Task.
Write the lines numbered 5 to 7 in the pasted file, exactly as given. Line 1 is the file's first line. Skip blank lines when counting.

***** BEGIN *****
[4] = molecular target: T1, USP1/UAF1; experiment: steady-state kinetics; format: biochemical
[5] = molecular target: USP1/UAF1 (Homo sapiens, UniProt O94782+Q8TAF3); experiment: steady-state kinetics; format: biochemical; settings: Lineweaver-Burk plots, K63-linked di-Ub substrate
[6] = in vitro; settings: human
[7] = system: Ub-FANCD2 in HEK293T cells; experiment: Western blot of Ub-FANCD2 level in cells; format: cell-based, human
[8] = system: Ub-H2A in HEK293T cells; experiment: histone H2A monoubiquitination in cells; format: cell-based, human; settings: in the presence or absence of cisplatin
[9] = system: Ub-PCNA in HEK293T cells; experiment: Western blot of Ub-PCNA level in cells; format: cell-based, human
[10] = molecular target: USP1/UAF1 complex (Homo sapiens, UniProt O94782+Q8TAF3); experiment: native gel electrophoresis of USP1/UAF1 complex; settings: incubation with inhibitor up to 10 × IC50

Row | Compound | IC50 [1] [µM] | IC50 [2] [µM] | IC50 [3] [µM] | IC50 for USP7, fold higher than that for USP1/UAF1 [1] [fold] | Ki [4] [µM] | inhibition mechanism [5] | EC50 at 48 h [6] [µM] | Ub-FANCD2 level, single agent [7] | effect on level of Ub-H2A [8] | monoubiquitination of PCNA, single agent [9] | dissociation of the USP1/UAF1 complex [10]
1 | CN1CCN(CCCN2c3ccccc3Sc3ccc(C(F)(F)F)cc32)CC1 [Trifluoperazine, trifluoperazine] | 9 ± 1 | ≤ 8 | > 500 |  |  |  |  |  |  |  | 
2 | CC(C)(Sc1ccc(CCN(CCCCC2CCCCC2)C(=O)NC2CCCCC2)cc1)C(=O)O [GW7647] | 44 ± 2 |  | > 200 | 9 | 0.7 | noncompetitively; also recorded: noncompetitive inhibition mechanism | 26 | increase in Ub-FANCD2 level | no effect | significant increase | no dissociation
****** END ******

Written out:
[8] = system: Ub-H2A in HEK293T cells; experiment: histone H2A monoubiquitination in cells; format: cell-based, human; settings: in the presence or absence of cisplatin
[9] = system: Ub-PCNA in HEK293T cells; experiment: Western blot of Ub-PCNA level in cells; format: cell-based, human
[10] = molecular target: USP1/UAF1 complex (Homo sapiens, UniProt O94782+Q8TAF3); experiment: native gel electrophoresis of USP1/UAF1 complex; settings: incubation with inhibitor up to 10 × IC50